We live in a world where everything is digital. And where killers post on Facebook before they kill their wives. The US Supreme Court is deciding a case where a killer husband’s Facebook posts are being called into question and the court has to decide if the man’s posts represent a criminal threat or were just harmless vents of rage.
In today’s age, where we use social media for a myriad number of things, venting anger on Facebook or any other platform is easy and very instinctive. This case that is being fought now could have a huge implications for free speech in the virtual world. Anthony Elonis, the man at the heart of the crime was given a four year long jail sentence and the high court now has to decide whether it was completely lawful to do so.
US govt. says posts are a breach of law
The prosecutors for the US government say that Elonis’ posts represent a breach of law regardless of whether he meant what he wrote online or not. Elonis talked about killing primary school children in his post. But his criminal defense attorneys say that his messages and posts were a rant much like the rap lyrics that singer and tremendous artist Eminem uses to portray his thoughts about the world.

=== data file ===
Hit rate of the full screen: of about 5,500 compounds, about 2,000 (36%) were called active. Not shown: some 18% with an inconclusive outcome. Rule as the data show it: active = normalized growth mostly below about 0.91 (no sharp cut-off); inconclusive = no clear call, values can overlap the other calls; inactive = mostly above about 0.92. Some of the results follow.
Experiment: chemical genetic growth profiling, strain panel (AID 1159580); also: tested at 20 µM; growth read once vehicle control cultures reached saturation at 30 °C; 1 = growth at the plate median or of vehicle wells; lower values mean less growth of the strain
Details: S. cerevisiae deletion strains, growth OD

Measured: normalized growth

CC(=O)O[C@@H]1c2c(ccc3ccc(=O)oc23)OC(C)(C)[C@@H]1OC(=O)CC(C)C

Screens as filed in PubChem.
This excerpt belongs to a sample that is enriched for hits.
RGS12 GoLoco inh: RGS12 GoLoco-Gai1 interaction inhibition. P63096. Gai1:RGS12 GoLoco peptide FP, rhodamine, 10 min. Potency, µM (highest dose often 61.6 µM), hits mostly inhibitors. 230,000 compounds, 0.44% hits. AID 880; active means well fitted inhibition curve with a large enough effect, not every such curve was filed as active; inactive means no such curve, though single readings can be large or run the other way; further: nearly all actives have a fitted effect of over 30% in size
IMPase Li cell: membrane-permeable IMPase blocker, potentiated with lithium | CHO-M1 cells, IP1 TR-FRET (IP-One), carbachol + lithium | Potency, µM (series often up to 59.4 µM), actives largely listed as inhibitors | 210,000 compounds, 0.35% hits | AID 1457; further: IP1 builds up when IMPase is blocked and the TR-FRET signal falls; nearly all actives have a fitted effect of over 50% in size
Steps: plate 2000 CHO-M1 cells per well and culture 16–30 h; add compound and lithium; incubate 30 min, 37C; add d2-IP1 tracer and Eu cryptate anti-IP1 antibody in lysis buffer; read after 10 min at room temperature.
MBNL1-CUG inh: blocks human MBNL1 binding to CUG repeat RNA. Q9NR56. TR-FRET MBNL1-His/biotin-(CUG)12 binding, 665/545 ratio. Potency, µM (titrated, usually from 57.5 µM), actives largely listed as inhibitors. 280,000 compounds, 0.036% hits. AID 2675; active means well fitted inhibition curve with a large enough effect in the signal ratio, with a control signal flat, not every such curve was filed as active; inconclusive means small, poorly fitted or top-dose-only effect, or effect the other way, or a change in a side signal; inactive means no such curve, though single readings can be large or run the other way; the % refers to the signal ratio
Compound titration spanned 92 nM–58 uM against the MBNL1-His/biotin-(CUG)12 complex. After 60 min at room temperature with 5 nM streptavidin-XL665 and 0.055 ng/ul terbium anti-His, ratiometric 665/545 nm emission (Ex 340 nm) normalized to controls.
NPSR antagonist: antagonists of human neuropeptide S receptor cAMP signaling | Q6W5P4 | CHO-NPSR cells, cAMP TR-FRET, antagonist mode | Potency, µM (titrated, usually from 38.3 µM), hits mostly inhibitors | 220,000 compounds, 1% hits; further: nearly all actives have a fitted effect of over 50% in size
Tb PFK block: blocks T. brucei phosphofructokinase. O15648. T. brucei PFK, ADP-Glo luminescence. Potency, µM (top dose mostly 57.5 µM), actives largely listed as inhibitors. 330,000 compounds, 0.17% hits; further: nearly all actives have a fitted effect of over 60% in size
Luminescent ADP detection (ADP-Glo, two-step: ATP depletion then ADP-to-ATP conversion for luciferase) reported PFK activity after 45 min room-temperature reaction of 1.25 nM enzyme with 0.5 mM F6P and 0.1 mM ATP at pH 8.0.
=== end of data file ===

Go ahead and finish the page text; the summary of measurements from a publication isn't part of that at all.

Elonis’ wife moved out of their home in Pennsylvania in 2010 breaking up a seven year long marriage. She also took their two kids with her after the separation. Very soon after this, Elonis started using online portals as a way to vent his rage against his wife’s leaving. His messages were often violent in nature. In one of the posts, he makes a reference to how there are a thousand ways to kill someone. He also spoke of not resting until his wife’s body was full of small cuts and soaked in blood. Wow, that is strange for sure!
Wife had a restraining order against killer
His wife had even asked the court to grant her a restraining order, but Elonis continued his tirade against her on Facebook and he spoke openly of wanting to kill her. What type of friends does this person have? Were they blasting his disgusting comments?
His messages were often composes as self-styled rap lyrics, and in one of his most bizarre posts ever he spoke about going to the elementary schools in a ten mile radius and letting loose in a kindergarten class. His exact words were, “hell hath no fury like a man in a kindergarten class.”
However, his criminal attorneys draw attention to the fact that he always followed up his violent musings with a disclaimer that said his lyrics were the works of his rap alter-ego who he liked to call “Tone Dougie” and that they had no real meaning.
It’s just rap, says accused
Tone Dougie’s rap has got Elonis in deep trouble though. He wrote about wanting to slit the throat of an FBI man who came to his house and this led to an arrest for making threats. Elonis told the court that his passion for rap helped him heal after his wife left him, and it was never meant as a reason to intimidate anyone. It looks like logic and morality left Elonis years ago too.